Books | May 2020

May 2020 View more


The Paris Hours
By Alex George (Flatiron Books)
Paris between the wars teems with artists, writers, and musicians—but amid the dazzling creativity of the city’s most famous citizens, four regular people are each searching for something they’ve lost. Told over the course of a single day in 1927, The Paris Hours follows four ordinary people whose stories are as extraordinary as the glorious city they inhabit.
The Jane Austen Society
By Natalie Jenner (St. Martin’s Press)
A group of disparate individuals comes together to preserve both
Jane Austen’s home and her legacy, united in their love for the works of Austen. As each of them endures their own quiet struggle with loss and trauma, some from the recent war, others from more distant tragedies, they rally together to create the Jane Austen Society.
Girls of Summer
By Nancy Thayer (Ballantine Books)
One life-changing summer on Nantucket brings about exhilarating revelations for a single mother and her two grown children. As the season unfolds, a storm threatens to shatter the peace of the golden island, forcing Lisa, Juliet, and
Theo to decide whether their summer romances are destined for something more profound.
The Moment of Tenderness
By Madeleine L’Engle (Grand Central Publishing)
This collection of short stories traces an emotional arc inspired by Madeleine L’Engle’s early life and career, from her lonely childhood in New York to her life as a mother in small-town Connecticut. In a selection of stories discovered by one of her granddaughters, we see how L’Engle’s abiding faith informed the creation of her many cherished works.


The Hilarious World of Depression
By John Moe (St. Martin’s Press)
Part memoir, part investigation, and part treasure trove of LOL stories, this book contains insights drawn from years of interviews with some of the most brilliant minds of our day who struggle with depression. Universal themes come to light, including struggles with identity, self-medication, the tragedy of suicide, and the hereditary aspects of the disease.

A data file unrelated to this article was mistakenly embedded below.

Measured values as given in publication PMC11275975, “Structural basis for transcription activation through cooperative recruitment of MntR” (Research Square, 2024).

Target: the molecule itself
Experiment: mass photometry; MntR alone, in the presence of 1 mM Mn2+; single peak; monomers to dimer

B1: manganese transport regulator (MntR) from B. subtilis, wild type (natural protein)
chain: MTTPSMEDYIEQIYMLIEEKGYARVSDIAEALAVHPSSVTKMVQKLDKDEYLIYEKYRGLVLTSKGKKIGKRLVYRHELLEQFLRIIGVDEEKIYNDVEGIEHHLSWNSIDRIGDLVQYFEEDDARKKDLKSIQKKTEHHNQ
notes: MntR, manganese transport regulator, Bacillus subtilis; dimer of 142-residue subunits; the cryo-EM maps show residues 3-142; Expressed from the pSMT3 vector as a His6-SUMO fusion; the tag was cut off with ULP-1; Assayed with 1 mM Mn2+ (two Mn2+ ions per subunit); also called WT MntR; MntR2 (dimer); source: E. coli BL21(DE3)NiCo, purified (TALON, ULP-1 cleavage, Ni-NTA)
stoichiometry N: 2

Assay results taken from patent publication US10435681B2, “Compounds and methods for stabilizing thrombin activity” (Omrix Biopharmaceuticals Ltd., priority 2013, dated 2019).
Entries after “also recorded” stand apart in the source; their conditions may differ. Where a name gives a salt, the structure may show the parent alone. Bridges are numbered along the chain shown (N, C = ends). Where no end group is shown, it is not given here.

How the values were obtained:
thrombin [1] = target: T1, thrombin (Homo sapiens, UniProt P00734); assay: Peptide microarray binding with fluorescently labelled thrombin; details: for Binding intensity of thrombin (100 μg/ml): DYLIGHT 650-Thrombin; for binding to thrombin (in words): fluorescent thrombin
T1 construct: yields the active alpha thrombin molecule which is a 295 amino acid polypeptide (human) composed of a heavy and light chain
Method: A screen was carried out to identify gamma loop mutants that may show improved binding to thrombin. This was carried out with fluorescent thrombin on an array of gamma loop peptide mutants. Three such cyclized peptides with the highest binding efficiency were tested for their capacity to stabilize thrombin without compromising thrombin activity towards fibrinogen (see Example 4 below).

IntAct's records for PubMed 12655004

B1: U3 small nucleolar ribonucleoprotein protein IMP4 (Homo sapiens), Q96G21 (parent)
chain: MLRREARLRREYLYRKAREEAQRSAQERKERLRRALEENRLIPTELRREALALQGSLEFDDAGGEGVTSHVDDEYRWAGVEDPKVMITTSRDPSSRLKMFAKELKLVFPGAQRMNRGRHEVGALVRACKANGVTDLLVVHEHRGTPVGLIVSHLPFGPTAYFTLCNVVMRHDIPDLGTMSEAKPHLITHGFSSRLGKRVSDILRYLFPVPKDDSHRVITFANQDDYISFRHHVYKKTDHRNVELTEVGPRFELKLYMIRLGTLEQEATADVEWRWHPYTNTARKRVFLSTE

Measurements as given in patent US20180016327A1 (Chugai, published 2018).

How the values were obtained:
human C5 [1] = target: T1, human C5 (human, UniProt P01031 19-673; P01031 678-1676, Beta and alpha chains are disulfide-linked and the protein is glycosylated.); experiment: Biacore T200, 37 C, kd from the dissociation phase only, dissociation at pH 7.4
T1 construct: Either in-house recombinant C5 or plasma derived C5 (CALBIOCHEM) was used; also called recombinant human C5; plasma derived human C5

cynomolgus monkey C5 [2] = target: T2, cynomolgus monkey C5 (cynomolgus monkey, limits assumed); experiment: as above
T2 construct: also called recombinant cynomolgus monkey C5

A Honeybee Heart Has Five Openings
By Helen Jukes (Pantheon)
A reflection about what it means to live alongside creatures whose laws and logic are so different from our own, this memoir delves into the history of beekeeping and the ancient relationship between keeper and bee, showing us how to be alert to the large and small creatures that flit between and among us.
You’re Doing Great!
By Tom Papa (St. Martin’s Press)
Everyone fights an overwhelming feeling that we’re not good enough, which causes us tremendous stress. Relax with comedian and Live From Here writer and performer Tom Papa as he explores his favorite subjects in 75 essays, including: “You Don’t Have to Live Your Best Life,” “Don’t Open the Mail,” “I Love Your Love Handles,” and “Shut Up and Eat.”
The Boy Who Followed His Father into Auschwitz
By Jeremy Dronfield (HarperCollins)
In 1939, Gustav Kleinmann and his teen son Fritz were imprisoned in the Buchenwald concentration. When Gustav is sent to Auschwitz—and certain death—Fritz insists he must go, too. Based on the secret diary that Gustav kept, as well as research and family interviews, this is an extraordinary account of courage, loyalty, survival, and unforgettable love.